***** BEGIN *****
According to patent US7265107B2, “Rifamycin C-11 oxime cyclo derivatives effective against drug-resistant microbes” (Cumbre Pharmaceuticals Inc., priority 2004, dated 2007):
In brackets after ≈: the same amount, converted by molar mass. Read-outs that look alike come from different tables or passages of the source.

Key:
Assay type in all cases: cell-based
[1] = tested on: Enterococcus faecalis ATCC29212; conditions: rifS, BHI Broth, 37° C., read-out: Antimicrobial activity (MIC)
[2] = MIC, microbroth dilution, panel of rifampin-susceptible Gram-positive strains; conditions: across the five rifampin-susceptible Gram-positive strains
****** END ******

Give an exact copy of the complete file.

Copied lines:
According to patent US7265107B2, “Rifamycin C-11 oxime cyclo derivatives effective against drug-resistant microbes” (Cumbre Pharmaceuticals Inc., priority 2004, dated 2007):
In brackets after ≈: the same amount, converted by molar mass. Read-outs that look alike come from different tables or passages of the source.

Key:
Assay type in all cases: cell-based
[1] = tested on: Enterococcus faecalis ATCC29212; conditions: rifS, BHI Broth, 37° C., read-out: Antimicrobial activity (MIC)
[2] = MIC, microbroth dilution, panel of rifampin-susceptible Gram-positive strains; conditions: across the five rifampin-susceptible Gram-positive strains